Opening up the Stans
Kazakhstan’s neighbours, Turkmenistan and Uzbekistan, offer a few mixed opportunities for foreign traders and financiers. There are still a lot of risks to consider however, as Helen Castell, writes.
While Kazakhstan commands most bankers” attention, two other mineral-rich markets wait in the wings. With big gas and oil reserves, plus enough cotton, grain and gold to at least drag their populations out of poverty, why aren’t Turkmenistan and Uzbekistan booming too
- Is there a chance that they will follow Kazakhstan’s example, and are they even watching
Uzbek trade is certainly growing, according to Shavkat Inamov, first deputy general director of Uzbekinvest National Export-Import Insurance Company in Tashkent. Official statistics for 2006 show a 13.5% increase year-on-year in total trade turnover, including a 18% leap in exports.
However, in terms of deal volume, neither Uzbekistan nor Turkmenistan are anywhere near on the same plane as Kazakhstan, says Ben Dobson, director, structured trade and export finance, at Deutsche Bank in London.
A basic search of syndicated loans raised over the past year brings up just one for Uzbekistan – a €5mn credit line for National Bank of Uzbekistan – whereas more than 20 are shown for Kazakhstan, he notes. “It’s a relatively small market and they’re not as easy to deal with as the Kazakh banks, and lenders have many more concerns with Uzbekistan, whereas Kazakhstan is investment grade.”
Politics is probably the single biggest factor at play when a banker contemplates either country. Money to be made there may be, but dictatorial regimes, accusations of human rights abuses and political uncertainty don’t make for a happy credit committee.
The European Bank for Reconstruction and Development (EBRD) pulled aid to Uzbekistan in April 2004, citing its poor human rights record and slow economic reform. Terrorism, blamed on Islamic militants, continues to increase, and President Karimov’s iron grip on the country continues unabated.
Worries that the sudden death in December of Turkmenistan’s longstanding dictator Niyazov would throw the country into a political vacuum were eased somewhat with the accession in February of a new leader, Gurbanguly Berdymukhammedov. His promises however to stay true to Niyazov’s political vision have also killed any hopes that a more progressive government might emerge.
“Political risk and lack of transparency make doing business in Uzbekistan and Turkmenistan very difficult, says Eric Van de Peer, director, trade finance, at Citibank Global Transaction Services in London. “Compared to Kazakhstan they have still got a lot of catching up to do,” he says. And “if you want to establish a pecking order, I think Turkmenistan is even lower than Uzbekistan.”
It’s too early to judge what direction Turkmenistan’s new president will take the country, “but I don’t think anyone’s expecting anything dramatic to change,” Dobson says. “And even if it does, it’s not going to become a major market, just given the size of the banks.”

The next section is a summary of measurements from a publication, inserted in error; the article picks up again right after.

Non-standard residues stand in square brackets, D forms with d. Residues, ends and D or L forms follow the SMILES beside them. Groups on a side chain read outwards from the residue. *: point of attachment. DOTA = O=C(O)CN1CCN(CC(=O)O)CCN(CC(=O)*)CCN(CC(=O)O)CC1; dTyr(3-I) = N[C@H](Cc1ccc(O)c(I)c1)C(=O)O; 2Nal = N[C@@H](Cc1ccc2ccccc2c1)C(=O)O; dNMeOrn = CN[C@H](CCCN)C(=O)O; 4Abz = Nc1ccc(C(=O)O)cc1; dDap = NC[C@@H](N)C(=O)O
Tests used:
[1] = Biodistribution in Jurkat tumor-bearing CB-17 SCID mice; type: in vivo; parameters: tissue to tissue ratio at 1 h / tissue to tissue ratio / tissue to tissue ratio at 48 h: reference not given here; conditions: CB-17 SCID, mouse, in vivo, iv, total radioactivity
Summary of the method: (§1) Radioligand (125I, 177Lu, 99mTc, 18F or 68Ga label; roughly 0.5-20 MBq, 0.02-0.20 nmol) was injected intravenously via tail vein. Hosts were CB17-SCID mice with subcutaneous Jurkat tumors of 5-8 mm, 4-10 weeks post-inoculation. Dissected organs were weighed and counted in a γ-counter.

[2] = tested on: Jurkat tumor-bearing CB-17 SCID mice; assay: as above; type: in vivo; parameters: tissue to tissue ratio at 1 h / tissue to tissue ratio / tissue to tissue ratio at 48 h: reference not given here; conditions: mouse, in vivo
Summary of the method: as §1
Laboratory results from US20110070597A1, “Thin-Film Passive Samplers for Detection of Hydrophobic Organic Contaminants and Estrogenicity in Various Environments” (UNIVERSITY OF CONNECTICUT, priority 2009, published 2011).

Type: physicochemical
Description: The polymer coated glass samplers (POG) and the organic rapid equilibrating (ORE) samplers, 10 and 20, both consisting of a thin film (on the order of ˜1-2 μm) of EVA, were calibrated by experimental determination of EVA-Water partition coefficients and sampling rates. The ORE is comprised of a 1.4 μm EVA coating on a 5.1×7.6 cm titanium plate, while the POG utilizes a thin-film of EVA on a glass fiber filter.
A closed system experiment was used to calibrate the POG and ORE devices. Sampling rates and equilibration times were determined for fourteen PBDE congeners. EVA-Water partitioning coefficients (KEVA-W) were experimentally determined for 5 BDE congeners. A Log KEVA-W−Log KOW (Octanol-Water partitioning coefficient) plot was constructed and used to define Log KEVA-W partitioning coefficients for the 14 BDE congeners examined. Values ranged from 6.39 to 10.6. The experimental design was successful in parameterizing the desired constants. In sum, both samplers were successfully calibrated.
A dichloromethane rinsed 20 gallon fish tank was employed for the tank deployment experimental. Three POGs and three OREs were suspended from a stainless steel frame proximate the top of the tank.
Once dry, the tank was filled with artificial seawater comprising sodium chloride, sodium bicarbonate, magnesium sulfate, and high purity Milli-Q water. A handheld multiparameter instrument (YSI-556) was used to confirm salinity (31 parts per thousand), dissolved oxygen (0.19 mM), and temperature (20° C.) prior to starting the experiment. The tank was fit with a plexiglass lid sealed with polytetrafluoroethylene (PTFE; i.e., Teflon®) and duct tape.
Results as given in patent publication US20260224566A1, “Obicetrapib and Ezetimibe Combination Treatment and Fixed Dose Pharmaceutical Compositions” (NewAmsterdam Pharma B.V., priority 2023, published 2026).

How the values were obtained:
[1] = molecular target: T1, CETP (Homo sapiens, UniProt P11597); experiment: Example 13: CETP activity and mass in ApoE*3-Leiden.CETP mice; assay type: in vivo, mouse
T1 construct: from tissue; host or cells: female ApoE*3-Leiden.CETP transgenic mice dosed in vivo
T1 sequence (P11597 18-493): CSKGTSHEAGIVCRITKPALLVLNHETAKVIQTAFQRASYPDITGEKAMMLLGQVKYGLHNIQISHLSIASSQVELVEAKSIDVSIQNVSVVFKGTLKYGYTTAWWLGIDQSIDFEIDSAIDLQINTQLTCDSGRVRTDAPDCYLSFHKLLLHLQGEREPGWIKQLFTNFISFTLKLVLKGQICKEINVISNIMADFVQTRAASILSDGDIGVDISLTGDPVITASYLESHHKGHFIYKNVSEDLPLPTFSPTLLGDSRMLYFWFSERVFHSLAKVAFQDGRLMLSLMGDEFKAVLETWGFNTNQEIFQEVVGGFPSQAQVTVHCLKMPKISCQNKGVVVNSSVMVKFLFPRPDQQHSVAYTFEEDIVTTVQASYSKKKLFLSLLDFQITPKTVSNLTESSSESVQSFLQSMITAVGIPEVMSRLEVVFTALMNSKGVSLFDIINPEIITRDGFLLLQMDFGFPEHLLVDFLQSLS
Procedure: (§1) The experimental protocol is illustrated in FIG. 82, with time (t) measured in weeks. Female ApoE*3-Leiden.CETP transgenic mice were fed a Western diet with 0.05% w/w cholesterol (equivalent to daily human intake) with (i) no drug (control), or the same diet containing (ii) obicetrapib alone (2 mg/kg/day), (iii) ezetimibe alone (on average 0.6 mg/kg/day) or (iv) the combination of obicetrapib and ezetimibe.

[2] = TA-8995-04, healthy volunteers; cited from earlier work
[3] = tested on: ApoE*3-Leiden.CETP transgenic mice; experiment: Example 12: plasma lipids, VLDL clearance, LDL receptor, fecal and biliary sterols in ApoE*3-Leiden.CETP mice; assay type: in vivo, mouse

Société Générale had its fingers burned badly in Turkmenistan some years ago, and has not returned since, says says Frédéric Genet, global head of export finance at SG Corporate and Investment Banking in Paris. In 1996, it provided a US$20mn credit facility on the back of a US Ex-Im Bank loan to finance agricultural equipment imports, but when repayment time came, the Ex-Im loan alone was repaid.
Only after the US administration intervened, threatening to pull its support for Turkmenistan unless it honoured the SG agreement, was the sum recovered – two years late.
From finance ministry officials telling SG that they assumed the loan was a gift, to others stating that they would repay the loan when Ukraine had in turn repaid debts to Turkmenistan, “they showed they have little culture of repayment or contractual obligation,” he adds.
“Things may have changed since but our initial experience was poor.” Not that SG rules out a return though. “Now that the presidency has changed, we will see what happens.”
Getting product to market
When it comes to natural resources both countries have huge potential for trade. On top of its already huge gas reserves, Turkmenistan in November discovered another mammoth field, holding an estimated 7tn cubic metres of gas, and has since been trumping it up as the world’s biggest. Getting the gas ready for export though is a different story.
“They have the resources in the ground? but getting it produced – the local government has simply not been capable of doing that,” says Jim Brock, an independent energy advisor in Beijing. “The people in power do not give enough credence to the technical problems involved, so they make promises they can’t keep.”
Turkmenistan has more than just energy to sell though. Cotton is another important part of Turkmenistan’s trade arsenal, says Muhammad Fuad Mohsin, vice-president and general manager at National Bank of Pakistan in Ashgabat. “Gas exports are based on interstate arrangements, therefore petrochemicals and refined goods, along with raw cotton, comprise the major share of the export trade finance market.”
Uzbekistan meanwhile has relatively large oil and gas reserves and is one of the world’s top 10 gold producers, notes Muhammad Farooq Saleem, executive vice-president, Central Asian Republics, at National Bank of Pakistan in Almaty.
However, “economic dependence on a few natural products makes growth vulnerable to climatic changes and commodity prices”.
Calyon is active in Uzbekistan’s cotton business and Turkmenistan’s oil industry, although business flow is vastly slower than in Kazakhstan, says Gilles Sayer, head of Asia and Central Asia, structured finance, at Calyon in London.